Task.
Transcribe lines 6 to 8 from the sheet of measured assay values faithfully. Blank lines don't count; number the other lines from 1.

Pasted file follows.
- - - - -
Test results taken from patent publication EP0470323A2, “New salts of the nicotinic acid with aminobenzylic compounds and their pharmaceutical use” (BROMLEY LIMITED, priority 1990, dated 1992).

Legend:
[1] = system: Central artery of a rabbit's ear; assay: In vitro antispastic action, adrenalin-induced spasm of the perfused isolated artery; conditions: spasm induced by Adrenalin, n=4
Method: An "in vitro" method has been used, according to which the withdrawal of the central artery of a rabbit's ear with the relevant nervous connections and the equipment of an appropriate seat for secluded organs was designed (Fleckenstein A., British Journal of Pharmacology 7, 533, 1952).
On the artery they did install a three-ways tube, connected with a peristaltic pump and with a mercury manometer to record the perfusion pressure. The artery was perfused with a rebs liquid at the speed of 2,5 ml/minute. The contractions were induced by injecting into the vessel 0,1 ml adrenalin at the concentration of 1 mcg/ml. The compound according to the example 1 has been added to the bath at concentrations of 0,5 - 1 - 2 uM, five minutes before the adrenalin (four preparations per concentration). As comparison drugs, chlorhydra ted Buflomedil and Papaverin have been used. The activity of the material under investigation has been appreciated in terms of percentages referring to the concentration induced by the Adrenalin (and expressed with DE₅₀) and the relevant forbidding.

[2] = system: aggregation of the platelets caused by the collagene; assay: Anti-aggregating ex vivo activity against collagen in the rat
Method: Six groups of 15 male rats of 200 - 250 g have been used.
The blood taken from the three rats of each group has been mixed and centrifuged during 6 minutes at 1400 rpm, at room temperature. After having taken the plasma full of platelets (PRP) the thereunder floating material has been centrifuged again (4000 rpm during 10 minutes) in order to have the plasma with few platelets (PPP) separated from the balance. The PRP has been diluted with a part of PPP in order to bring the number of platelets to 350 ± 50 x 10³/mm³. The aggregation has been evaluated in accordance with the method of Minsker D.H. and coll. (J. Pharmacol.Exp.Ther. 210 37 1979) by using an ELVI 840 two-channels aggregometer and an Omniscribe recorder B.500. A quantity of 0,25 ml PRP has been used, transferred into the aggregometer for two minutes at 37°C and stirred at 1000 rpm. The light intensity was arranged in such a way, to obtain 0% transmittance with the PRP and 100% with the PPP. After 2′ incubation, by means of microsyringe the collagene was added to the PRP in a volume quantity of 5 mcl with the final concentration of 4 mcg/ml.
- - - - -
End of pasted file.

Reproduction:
[2] = system: aggregation of the platelets caused by the collagene; assay: Anti-aggregating ex vivo activity against collagen in the rat
Method: Six groups of 15 male rats of 200 - 250 g have been used.
The blood taken from the three rats of each group has been mixed and centrifuged during 6 minutes at 1400 rpm, at room temperature. After having taken the plasma full of platelets (PRP) the thereunder floating material has been centrifuged again (4000 rpm during 10 minutes) in order to have the plasma with few platelets (PPP) separated from the balance. The PRP has been diluted with a part of PPP in order to bring the number of platelets to 350 ± 50 x 10³/mm³. The aggregation has been evaluated in accordance with the method of Minsker D.H. and coll. (J. Pharmacol.Exp.Ther. 210 37 1979) by using an ELVI 840 two-channels aggregometer and an Omniscribe recorder B.500. A quantity of 0,25 ml PRP has been used, transferred into the aggregometer for two minutes at 37°C and stirred at 1000 rpm. The light intensity was arranged in such a way, to obtain 0% transmittance with the PRP and 100% with the PPP. After 2′ incubation, by means of microsyringe the collagene was added to the PRP in a volume quantity of 5 mcl with the final concentration of 4 mcg/ml.